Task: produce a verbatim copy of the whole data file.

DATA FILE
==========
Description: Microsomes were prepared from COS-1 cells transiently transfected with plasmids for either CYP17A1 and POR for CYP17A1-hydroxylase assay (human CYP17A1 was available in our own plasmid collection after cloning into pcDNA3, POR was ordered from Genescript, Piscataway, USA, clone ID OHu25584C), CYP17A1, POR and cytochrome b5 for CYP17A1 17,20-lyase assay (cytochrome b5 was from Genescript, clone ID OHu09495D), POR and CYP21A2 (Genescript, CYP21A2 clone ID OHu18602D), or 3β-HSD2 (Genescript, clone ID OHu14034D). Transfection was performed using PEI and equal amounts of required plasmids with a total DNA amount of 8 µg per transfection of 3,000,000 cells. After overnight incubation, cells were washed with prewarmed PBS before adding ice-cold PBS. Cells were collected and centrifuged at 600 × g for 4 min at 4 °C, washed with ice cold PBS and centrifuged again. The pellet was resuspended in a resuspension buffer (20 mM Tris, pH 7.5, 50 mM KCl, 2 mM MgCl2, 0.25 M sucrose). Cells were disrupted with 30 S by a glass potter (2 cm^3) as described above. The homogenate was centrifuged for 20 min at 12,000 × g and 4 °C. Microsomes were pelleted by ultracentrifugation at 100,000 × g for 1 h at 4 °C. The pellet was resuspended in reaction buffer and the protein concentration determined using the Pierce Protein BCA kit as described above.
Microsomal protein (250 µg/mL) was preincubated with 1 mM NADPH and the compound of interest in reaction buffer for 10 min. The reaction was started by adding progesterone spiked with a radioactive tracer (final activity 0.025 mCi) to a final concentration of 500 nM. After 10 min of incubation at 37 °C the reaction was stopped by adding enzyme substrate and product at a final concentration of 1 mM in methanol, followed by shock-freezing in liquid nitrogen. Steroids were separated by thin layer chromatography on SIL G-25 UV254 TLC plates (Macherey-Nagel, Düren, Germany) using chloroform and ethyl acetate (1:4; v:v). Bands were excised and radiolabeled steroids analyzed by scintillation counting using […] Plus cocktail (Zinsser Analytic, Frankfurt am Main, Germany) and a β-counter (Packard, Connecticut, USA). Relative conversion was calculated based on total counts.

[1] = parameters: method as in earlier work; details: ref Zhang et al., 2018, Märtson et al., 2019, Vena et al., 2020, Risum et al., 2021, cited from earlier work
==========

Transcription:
Description: Microsomes were prepared from COS-1 cells transiently transfected with plasmids for either CYP17A1 and POR for CYP17A1-hydroxylase assay (human CYP17A1 was available in our own plasmid collection after cloning into pcDNA3, POR was ordered from Genescript, Piscataway, USA, clone ID OHu25584C), CYP17A1, POR and cytochrome b5 for CYP17A1 17,20-lyase assay (cytochrome b5 was from Genescript, clone ID OHu09495D), POR and CYP21A2 (Genescript, CYP21A2 clone ID OHu18602D), or 3β-HSD2 (Genescript, clone ID OHu14034D). Transfection was performed using PEI and equal amounts of required plasmids with a total DNA amount of 8 µg per transfection of 3,000,000 cells. After overnight incubation, cells were washed with prewarmed PBS before adding ice-cold PBS. Cells were collected and centrifuged at 600 × g for 4 min at 4 °C, washed with ice cold PBS and centrifuged again. The pellet was resuspended in a resuspension buffer (20 mM Tris, pH 7.5, 50 mM KCl, 2 mM MgCl2, 0.25 M sucrose). Cells were disrupted with 30 S by a glass potter (2 cm^3) as described above. The homogenate was centrifuged for 20 min at 12,000 × g and 4 °C. Microsomes were pelleted by ultracentrifugation at 100,000 × g for 1 h at 4 °C. The pellet was resuspended in reaction buffer and the protein concentration determined using the Pierce Protein BCA kit as described above.
Microsomal protein (250 µg/mL) was preincubated with 1 mM NADPH and the compound of interest in reaction buffer for 10 min. The reaction was started by adding progesterone spiked with a radioactive tracer (final activity 0.025 mCi) to a final concentration of 500 nM. After 10 min of incubation at 37 °C the reaction was stopped by adding enzyme substrate and product at a final concentration of 1 mM in methanol, followed by shock-freezing in liquid nitrogen. Steroids were separated by thin layer chromatography on SIL G-25 UV254 TLC plates (Macherey-Nagel, Düren, Germany) using chloroform and ethyl acetate (1:4; v:v). Bands were excised and radiolabeled steroids analyzed by scintillation counting using […] Plus cocktail (Zinsser Analytic, Frankfurt am Main, Germany) and a β-counter (Packard, Connecticut, USA). Relative conversion was calculated based on total counts.

[1] = parameters: method as in earlier work; details: ref Zhang et al., 2018, Märtson et al., 2019, Vena et al., 2020, Risum et al., 2021, cited from earlier work